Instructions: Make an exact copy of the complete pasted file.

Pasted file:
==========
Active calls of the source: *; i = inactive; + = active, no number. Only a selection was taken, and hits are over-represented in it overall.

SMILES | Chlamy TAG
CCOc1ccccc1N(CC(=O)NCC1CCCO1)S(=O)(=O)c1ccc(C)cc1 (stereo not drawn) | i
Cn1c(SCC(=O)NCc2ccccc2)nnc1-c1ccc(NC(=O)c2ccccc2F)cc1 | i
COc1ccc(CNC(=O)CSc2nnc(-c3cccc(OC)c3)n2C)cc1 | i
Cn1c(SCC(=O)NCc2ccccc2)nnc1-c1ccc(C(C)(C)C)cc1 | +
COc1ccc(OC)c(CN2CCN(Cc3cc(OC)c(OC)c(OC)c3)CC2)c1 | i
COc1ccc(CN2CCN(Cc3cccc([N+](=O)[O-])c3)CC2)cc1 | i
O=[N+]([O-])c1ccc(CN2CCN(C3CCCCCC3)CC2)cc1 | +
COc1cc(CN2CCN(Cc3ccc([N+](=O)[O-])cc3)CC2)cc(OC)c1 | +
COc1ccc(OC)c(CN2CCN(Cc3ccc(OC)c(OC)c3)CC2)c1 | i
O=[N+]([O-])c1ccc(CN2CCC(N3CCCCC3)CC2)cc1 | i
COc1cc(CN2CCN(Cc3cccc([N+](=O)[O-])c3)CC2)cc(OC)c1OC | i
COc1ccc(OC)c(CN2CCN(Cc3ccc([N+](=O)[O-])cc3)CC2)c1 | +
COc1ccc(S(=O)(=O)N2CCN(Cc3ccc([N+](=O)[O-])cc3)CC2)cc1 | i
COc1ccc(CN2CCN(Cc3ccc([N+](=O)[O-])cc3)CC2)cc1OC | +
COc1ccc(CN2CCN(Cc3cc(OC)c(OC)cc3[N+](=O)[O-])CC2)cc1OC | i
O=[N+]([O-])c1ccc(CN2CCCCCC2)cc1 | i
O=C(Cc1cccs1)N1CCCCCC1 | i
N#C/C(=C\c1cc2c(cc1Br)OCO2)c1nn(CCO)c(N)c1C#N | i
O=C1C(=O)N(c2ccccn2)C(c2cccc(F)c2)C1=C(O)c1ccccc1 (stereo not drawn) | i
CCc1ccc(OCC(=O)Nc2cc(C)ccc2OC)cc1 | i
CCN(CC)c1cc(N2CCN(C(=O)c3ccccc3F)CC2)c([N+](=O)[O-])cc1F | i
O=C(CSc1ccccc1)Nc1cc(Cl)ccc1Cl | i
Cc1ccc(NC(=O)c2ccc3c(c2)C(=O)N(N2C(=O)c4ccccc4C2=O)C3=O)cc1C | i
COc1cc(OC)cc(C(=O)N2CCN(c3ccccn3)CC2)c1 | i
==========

Active calls of the source: *; i = inactive; + = active, no number. Only a selection was taken, and hits are over-represented in it overall.

SMILES | Chlamy TAG
CCOc1ccccc1N(CC(=O)NCC1CCCO1)S(=O)(=O)c1ccc(C)cc1 (stereo not drawn) | i
Cn1c(SCC(=O)NCc2ccccc2)nnc1-c1ccc(NC(=O)c2ccccc2F)cc1 | i
COc1ccc(CNC(=O)CSc2nnc(-c3cccc(OC)c3)n2C)cc1 | i
Cn1c(SCC(=O)NCc2ccccc2)nnc1-c1ccc(C(C)(C)C)cc1 | +
COc1ccc(OC)c(CN2CCN(Cc3cc(OC)c(OC)c(OC)c3)CC2)c1 | i
COc1ccc(CN2CCN(Cc3cccc([N+](=O)[O-])c3)CC2)cc1 | i
O=[N+]([O-])c1ccc(CN2CCN(C3CCCCCC3)CC2)cc1 | +
COc1cc(CN2CCN(Cc3ccc([N+](=O)[O-])cc3)CC2)cc(OC)c1 | +
COc1ccc(OC)c(CN2CCN(Cc3ccc(OC)c(OC)c3)CC2)c1 | i
O=[N+]([O-])c1ccc(CN2CCC(N3CCCCC3)CC2)cc1 | i
COc1cc(CN2CCN(Cc3cccc([N+](=O)[O-])c3)CC2)cc(OC)c1OC | i
COc1ccc(OC)c(CN2CCN(Cc3ccc([N+](=O)[O-])cc3)CC2)c1 | +
COc1ccc(S(=O)(=O)N2CCN(Cc3ccc([N+](=O)[O-])cc3)CC2)cc1 | i
COc1ccc(CN2CCN(Cc3ccc([N+](=O)[O-])cc3)CC2)cc1OC | +
COc1ccc(CN2CCN(Cc3cc(OC)c(OC)cc3[N+](=O)[O-])CC2)cc1OC | i
O=[N+]([O-])c1ccc(CN2CCCCCC2)cc1 | i
O=C(Cc1cccs1)N1CCCCCC1 | i
N#C/C(=C\c1cc2c(cc1Br)OCO2)c1nn(CCO)c(N)c1C#N | i
O=C1C(=O)N(c2ccccn2)C(c2cccc(F)c2)C1=C(O)c1ccccc1 (stereo not drawn) | i
CCc1ccc(OCC(=O)Nc2cc(C)ccc2OC)cc1 | i
CCN(CC)c1cc(N2CCN(C(=O)c3ccccc3F)CC2)c([N+](=O)[O-])cc1F | i
O=C(CSc1ccccc1)Nc1cc(Cl)ccc1Cl | i
Cc1ccc(NC(=O)c2ccc3c(c2)C(=O)N(N2C(=O)c4ccccc4C2=O)C3=O)cc1C | i
COc1cc(OC)cc(C(=O)N2CCN(c3ccccn3)CC2)c1 | i